As of iOS 14.5, if the iPhone detects you are wearing a mask, you can use your unlocked Apple Watch as the identity key to let you in to your phone. Even for a first beta, it works really well. It’s fast. Written down, it sounds analogous to the macOS feature, but it feels very different when you try it.
Unlocking your Mac with your watch is comparatively sluggish. I guess this because the Watch is always passively ‘connected’ to its paired iPhone when in Bluetooth range, whereas when the Mac login screen wants to authenticate, it is searching for the user’s nearby Watch afresh each time. Moreover, the iPhone benefits from iOS’s slick lock screen transitions that guide the user smoothly through the unlocking process and the nice animations help to mask over some of the wait period.
I can only assume this has been on the cards ever since the pandemic reared its head. In iOS 13.5 last year, they rushed out what they could to improve the Face ID experience in the context of the pandemic. Many months later, they now have had the time to achieve a more sophisticated implementation of that goal, and that’s what we are seeing in iOS 14.5.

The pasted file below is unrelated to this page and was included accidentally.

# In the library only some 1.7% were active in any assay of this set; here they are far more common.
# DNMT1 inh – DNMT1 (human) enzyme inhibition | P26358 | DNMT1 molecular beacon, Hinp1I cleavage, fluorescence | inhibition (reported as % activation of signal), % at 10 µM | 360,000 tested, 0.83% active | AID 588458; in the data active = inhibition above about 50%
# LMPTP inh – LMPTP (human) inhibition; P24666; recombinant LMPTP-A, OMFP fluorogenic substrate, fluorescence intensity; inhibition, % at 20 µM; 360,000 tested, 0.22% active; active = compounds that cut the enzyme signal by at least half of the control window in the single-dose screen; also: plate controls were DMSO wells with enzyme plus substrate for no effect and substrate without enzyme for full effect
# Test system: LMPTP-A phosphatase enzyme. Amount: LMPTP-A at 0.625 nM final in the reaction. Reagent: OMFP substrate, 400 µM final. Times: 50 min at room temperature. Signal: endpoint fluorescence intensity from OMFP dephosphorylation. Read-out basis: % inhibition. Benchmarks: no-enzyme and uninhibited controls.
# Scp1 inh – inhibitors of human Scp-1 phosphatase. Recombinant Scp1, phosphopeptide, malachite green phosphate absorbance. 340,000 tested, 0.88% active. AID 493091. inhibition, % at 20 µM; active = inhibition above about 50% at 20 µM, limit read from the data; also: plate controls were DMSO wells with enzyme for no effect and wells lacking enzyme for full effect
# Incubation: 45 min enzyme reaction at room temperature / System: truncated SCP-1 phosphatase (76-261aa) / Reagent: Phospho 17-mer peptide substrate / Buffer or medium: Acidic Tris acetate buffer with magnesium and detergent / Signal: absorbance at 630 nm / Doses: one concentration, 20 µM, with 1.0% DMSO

Some of the community reaction to this feature appearing in the beta can be summed up as follows: this means the iPhone 13 will not sport a fingerprint sensor, as Apple is resorting to fix the mask problem through software. Personally, I can’t make that connection.
The iPhone 13 feature set is independent to the needs of the current iOS user base. Even if you assume that Apple has always planned for this year’s iPhone to have Touch ID, they couldn’t not do this in the meantime once COVID hit. Apple has hundreds of millions of active Face ID-only phones out in the world to support. Plus, it will sell hundreds of millions of Face ID-only phones in the months leading up to this fall’s iPhone season, and hundreds of millions more for several years after that. (And not everyone has a Watch, of course.)